Anne McCaffrey, the groundbreaking, award-winning fantasy author who won a dedicated following with her sci-fi/fantasy blending series Dragonriders of Pern, passed away Tuesday, November 22. She is survived by her three children.
After beginning her writing life by contributing short stories to sci-fi magazines in the ’50s and ’60s, McCaffrey kicked off her stellar career as a novelist in 1967 with Restoree, and since then published more than 100 books, including short story collections, guides to her fantasy worlds and even cookbooks. She won acclaim from fans, becoming the first female writer to win a Hugo Award in 1968, and from her sci-fi and fantasy peers as well, becoming the first female writer to win a Nebula Award in 1969. Despite the praise, she initially struggled financially as a writer, living in Ireland in the early ’70s and fighting to make ends meet.
That all changed when her dragon tales set in the fictional world of Pern began to take off in the mid-’70s. The first book in her Harper Hall series of Pern novels, Dragonsong, earned her a contract for a sequel that allowed her to buy a house, which she christened “Dragonhold” in honor of the dragons that helped buy it. By 1978, she had become the first science fiction writer with a title on the New York Times hardcover bestseller List, with The White Dragon.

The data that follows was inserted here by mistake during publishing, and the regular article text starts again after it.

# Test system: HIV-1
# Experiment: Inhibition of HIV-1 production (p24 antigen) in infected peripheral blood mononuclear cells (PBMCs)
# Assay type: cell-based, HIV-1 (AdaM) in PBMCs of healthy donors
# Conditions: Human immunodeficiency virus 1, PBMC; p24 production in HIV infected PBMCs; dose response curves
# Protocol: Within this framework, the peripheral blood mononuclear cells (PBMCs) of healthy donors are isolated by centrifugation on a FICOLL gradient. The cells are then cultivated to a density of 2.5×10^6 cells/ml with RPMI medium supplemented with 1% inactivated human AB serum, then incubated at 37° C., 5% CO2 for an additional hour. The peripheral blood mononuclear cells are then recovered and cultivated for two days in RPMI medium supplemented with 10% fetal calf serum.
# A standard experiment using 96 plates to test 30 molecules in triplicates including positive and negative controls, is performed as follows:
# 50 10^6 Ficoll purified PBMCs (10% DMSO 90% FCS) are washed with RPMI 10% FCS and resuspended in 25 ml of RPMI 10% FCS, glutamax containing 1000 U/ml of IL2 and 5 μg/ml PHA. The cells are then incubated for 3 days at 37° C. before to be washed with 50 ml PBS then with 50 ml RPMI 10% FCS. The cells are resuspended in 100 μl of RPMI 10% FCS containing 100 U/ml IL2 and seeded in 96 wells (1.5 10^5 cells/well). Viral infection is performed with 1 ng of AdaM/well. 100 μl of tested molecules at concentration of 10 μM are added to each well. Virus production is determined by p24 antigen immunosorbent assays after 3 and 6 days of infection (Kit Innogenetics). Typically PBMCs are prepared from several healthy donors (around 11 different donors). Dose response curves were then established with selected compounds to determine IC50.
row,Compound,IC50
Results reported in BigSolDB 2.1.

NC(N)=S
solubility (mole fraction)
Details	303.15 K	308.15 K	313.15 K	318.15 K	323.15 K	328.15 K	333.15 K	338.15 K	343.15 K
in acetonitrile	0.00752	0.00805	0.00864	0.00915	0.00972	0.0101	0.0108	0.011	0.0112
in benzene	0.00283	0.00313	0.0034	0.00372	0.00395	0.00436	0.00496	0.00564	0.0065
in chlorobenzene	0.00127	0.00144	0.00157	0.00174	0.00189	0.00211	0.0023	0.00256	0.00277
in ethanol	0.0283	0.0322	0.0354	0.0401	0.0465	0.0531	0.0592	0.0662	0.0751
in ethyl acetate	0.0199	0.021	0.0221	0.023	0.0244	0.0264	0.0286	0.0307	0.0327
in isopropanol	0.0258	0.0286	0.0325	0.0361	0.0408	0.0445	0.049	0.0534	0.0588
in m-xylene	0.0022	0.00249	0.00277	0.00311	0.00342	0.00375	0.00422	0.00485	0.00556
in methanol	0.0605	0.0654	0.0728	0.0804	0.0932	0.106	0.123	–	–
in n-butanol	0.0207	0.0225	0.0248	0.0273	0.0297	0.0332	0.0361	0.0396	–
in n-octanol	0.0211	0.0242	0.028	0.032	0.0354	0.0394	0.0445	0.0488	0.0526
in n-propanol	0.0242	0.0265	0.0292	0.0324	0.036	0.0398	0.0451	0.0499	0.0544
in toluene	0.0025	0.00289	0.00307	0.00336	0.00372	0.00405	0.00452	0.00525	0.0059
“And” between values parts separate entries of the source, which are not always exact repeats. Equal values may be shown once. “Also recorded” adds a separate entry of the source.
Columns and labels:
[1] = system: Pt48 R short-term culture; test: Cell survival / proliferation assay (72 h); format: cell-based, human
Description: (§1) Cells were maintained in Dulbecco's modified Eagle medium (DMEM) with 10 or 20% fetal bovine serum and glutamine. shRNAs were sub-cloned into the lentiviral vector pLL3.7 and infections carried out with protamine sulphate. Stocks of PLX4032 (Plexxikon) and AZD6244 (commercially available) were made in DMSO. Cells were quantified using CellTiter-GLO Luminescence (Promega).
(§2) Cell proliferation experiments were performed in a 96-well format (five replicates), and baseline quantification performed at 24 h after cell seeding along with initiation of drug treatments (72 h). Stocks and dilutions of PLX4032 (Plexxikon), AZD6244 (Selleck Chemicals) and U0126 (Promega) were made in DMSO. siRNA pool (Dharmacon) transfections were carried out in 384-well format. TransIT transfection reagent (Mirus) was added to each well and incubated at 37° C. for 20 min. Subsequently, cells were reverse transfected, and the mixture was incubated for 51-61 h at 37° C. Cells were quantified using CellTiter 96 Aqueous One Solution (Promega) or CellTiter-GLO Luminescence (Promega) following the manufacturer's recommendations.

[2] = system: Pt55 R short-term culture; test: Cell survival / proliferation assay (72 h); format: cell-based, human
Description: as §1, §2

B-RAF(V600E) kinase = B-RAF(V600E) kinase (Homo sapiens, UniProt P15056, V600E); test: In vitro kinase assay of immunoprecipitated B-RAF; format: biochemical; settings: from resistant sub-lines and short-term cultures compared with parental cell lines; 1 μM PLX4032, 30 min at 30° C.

The Pern series now encompasses a total of 22 novels, many of them co-written with McCaffrey’s son Todd. Another installment in the series, Dragon’s Time, is set to arrive in 2012.
As McCaffrey’s career grew, she continued to expand her writing into new fictional universes, including the worlds of the Brain & Brawn Ship series, the five-book Ireta series and the works of her Talents universe. In 2005, she received the highest honor of the Science Fiction and Fantasy Writers of America, the Grand Master Award, joining the likes of Isaac Asimov, Arthur C. Clarke and Ray Bradbury, and in 2006 she was inducted into the Science Fiction Hall of Fame.
McCaffrey maintained an active relationship with her fans via her website, and was answering fan questions as recently as Nov. 4. Among her more notable fan interactions is this advice to writers that she posted on her blog in April:
“First — keep reading. Writers are readers. Writers are also people who can’t not write. Second, follow Heinlein’s rules for getting published: 1. Write it. 2. Finish it. 3. Send it out. 4. Keep sending it out until someone sends you a check. There are variations on that, but that’s basically what works.”